For this past week, commodities corrected quite dramatically, which, I am sure, has left many commodity bulls feeling somewhat nervous. If this is the case, I hope that this post will help assuage any doubts.
The first chart is that of the XAU. It is a monthly chart that goes back until 1981:
In my view, the XAU is still in a very powerful bull market. This is evidenced by the fact that over the last 6 years, we can observe a series of higher highs and lower lows. Furthermore, all moving averages are also positively aligned at the moment.
It is often said on financial news stations that gold or commodities are in a bubble. I could not disagree more strongly with this type of statement. One reason for my view is that if you glance at the above chart, you will notice that gold stocks are still at approximately the same level that they were at 25 years ago. I cannot come up with many other asset classes that are in this position.
For a bubble to occur, the general public must become over zealously bullish on a sector. This has not even come close to happening with gold and silver. As an example, the bank I am employed at offers a precious metals mutual fund. This fund fully makes up 0.03% of assets under management. Contrast this number to the prevalence of high-tech holdings seen during the late 1990's.
The next chart also should support gold's case. It shows the Dow Jones divided by the value of the Gold since 1981:
In the early 1980's, the the Dow and an ounce of gold had roughly the same value. During the 1980's the Dow and the price of gold began to deviate, as the Dow rose, and gold fell. This trend continued well into the 1990's, where the pace began to accelerate, ballooning to the point where the Dow could buy over 40 ounces of gold.
This trend lasted for 20 years, and extended 4,000% against the price of gold. However, since the year 2000, this trend has changed directions, and has been deflating remorselessly since then. This is the real bubble that wall street does not mention.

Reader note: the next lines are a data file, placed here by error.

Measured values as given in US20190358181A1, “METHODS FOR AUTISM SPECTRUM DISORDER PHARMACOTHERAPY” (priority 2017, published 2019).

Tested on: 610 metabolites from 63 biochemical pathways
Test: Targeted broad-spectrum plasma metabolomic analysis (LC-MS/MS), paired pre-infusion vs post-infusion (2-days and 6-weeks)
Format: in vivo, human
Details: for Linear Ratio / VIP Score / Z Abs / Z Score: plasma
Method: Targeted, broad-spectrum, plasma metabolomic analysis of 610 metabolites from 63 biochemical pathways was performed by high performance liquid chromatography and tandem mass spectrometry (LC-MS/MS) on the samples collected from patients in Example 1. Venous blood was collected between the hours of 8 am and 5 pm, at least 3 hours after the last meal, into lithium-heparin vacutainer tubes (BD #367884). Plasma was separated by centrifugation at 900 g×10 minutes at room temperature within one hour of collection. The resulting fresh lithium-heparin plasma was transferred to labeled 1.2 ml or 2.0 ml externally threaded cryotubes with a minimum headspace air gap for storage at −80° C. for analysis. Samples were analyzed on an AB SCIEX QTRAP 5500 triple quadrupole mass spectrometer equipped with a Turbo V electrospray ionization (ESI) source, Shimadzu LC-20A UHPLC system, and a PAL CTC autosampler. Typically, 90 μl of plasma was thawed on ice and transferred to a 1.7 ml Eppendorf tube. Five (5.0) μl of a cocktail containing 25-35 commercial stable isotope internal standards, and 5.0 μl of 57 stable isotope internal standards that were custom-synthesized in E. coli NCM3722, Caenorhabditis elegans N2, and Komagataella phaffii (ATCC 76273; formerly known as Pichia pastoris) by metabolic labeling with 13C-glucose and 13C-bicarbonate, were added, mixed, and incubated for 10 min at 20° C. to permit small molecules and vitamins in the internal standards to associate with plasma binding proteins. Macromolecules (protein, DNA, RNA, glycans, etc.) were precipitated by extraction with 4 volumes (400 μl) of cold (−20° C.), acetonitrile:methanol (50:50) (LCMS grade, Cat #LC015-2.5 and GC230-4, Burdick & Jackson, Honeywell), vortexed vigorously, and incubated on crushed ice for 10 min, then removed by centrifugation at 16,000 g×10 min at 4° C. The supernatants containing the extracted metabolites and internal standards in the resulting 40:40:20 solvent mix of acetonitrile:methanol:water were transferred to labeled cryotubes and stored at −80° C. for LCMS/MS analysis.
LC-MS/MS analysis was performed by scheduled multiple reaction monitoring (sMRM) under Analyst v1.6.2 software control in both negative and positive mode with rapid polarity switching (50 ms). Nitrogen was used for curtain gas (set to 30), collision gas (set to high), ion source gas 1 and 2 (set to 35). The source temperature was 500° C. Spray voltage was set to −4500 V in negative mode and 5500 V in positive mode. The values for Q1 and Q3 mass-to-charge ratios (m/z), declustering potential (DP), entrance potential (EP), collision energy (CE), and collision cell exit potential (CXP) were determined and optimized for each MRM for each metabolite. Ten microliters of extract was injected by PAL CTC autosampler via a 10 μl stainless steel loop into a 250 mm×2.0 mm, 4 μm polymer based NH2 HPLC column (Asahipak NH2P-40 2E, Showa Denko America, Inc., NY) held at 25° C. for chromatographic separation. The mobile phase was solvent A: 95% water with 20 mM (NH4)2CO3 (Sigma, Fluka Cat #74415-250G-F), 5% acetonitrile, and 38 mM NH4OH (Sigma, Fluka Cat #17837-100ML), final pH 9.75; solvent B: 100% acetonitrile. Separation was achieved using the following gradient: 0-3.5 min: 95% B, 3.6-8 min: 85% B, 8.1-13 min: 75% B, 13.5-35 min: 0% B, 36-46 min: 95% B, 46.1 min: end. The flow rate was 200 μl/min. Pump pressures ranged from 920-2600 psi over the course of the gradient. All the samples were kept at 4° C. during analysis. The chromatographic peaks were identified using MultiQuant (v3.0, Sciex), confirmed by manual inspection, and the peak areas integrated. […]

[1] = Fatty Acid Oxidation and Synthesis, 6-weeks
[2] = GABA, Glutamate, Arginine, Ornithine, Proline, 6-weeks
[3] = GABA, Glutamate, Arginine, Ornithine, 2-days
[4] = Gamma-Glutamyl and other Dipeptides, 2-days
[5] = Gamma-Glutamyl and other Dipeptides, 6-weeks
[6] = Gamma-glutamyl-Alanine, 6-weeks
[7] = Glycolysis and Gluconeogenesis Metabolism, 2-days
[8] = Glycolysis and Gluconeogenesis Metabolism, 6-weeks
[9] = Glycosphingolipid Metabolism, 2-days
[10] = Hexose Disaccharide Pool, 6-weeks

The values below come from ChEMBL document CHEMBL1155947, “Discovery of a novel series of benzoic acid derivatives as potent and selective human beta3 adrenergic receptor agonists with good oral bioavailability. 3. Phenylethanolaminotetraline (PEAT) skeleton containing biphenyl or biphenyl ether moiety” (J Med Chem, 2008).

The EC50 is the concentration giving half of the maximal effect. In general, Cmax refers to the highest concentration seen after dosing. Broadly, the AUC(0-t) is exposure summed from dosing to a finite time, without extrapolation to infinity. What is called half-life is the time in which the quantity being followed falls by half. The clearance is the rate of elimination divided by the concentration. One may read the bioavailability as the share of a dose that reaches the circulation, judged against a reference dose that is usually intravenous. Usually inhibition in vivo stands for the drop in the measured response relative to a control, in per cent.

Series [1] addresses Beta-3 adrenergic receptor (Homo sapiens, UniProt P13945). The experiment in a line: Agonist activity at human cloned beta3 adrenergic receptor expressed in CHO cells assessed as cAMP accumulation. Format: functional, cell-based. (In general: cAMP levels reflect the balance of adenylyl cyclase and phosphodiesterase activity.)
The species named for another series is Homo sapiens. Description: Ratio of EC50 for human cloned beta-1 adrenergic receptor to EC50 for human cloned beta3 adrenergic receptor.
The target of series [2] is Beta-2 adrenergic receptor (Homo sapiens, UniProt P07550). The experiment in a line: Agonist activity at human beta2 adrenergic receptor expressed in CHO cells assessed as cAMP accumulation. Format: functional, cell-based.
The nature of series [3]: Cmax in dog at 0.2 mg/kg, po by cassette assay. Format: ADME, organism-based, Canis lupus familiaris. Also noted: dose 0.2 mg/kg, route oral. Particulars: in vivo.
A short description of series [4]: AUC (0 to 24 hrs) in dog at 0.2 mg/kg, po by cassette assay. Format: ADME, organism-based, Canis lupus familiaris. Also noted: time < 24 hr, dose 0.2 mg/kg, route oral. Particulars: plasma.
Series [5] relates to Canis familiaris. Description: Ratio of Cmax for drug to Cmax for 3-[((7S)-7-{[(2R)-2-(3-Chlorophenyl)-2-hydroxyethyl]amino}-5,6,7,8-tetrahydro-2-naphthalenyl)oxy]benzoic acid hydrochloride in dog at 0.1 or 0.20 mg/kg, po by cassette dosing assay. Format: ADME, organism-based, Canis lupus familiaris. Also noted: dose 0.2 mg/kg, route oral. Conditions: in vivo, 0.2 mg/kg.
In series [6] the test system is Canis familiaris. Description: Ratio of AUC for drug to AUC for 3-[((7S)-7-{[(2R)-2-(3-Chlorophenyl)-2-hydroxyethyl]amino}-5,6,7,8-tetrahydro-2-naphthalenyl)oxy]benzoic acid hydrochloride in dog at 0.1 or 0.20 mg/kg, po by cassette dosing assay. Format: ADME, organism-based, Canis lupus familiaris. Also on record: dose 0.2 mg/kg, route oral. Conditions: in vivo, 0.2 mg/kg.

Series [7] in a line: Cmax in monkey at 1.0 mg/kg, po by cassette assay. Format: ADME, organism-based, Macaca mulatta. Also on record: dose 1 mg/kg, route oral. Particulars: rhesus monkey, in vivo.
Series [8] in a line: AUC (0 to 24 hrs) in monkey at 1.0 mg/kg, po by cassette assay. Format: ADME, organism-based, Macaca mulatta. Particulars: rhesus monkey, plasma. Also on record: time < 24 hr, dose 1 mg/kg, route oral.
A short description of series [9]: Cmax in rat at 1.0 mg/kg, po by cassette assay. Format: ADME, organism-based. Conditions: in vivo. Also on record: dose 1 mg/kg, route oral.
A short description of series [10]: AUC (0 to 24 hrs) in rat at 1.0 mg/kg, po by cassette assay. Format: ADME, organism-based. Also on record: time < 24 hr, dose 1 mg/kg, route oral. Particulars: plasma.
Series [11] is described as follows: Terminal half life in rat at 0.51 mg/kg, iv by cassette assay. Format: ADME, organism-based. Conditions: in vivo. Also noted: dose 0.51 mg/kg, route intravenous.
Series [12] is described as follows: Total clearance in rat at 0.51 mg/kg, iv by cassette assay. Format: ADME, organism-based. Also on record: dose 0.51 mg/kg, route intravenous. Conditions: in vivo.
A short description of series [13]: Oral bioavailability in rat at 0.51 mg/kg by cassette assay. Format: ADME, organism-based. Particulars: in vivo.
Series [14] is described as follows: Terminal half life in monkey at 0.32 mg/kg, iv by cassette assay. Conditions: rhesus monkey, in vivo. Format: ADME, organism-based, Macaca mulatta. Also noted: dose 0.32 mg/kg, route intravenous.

Since I feel that this concept is so important to understand, I have included the opposite perspective of the chart below. It shows gold divided by the Dow:
A few weeks back, I was listening to an interview with investment guru, Peter Schiff. When pressed for an eventual upside target for the price of gold, Schiff said that he thought that the Dow and gold will eventually have the same value. If this is the case, and I believe that it is, then the chart above has a lot more climbing to do.
Anyway, here is a monthly chart of silver:
Silver is in a similar situation to the XAU mentioned above. Obviously, it is in a very strong bull market as well, and this correction is not unlike the corrections we've seen before.
Keep in mind that these charts present a bullish case for gold for the long-term. I am not suggesting that gold will necessarily rise next week. In fact, I have no idea what will happen next week. For the short term, gold has been in a a very clear downtrend, and following the rules outlined in my previous post, I had no choice but to short gold stocks over the last 2 weeks, and I will continue to hold my shorts for as long as the short-term trend persists.